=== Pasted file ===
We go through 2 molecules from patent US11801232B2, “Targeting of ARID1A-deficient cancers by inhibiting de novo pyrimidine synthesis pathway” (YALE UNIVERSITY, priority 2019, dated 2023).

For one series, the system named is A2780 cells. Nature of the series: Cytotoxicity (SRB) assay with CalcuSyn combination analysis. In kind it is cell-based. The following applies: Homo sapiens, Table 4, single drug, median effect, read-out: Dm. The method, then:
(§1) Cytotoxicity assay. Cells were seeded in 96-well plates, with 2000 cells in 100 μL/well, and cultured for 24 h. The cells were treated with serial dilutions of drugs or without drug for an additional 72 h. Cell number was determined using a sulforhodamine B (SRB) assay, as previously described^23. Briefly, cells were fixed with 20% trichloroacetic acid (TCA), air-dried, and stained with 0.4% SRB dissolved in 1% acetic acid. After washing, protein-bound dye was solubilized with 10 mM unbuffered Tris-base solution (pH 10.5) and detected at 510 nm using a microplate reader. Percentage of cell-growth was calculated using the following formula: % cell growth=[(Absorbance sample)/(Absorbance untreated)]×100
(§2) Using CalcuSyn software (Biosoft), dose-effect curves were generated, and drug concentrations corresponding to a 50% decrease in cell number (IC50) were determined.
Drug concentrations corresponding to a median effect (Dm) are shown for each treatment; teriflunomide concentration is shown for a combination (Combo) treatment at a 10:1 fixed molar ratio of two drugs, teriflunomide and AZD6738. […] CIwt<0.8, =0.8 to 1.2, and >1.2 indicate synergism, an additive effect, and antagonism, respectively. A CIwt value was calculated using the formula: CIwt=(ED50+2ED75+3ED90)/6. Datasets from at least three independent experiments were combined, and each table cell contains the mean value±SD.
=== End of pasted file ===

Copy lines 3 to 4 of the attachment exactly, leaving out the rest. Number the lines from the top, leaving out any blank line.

(§1) Cytotoxicity assay. Cells were seeded in 96-well plates, with 2000 cells in 100 μL/well, and cultured for 24 h. The cells were treated with serial dilutions of drugs or without drug for an additional 72 h. Cell number was determined using a sulforhodamine B (SRB) assay, as previously described^23. Briefly, cells were fixed with 20% trichloroacetic acid (TCA), air-dried, and stained with 0.4% SRB dissolved in 1% acetic acid. After washing, protein-bound dye was solubilized with 10 mM unbuffered Tris-base solution (pH 10.5) and detected at 510 nm using a microplate reader. Percentage of cell-growth was calculated using the following formula: % cell growth=[(Absorbance sample)/(Absorbance untreated)]×100
(§2) Using CalcuSyn software (Biosoft), dose-effect curves were generated, and drug concentrations corresponding to a 50% decrease in cell number (IC50) were determined.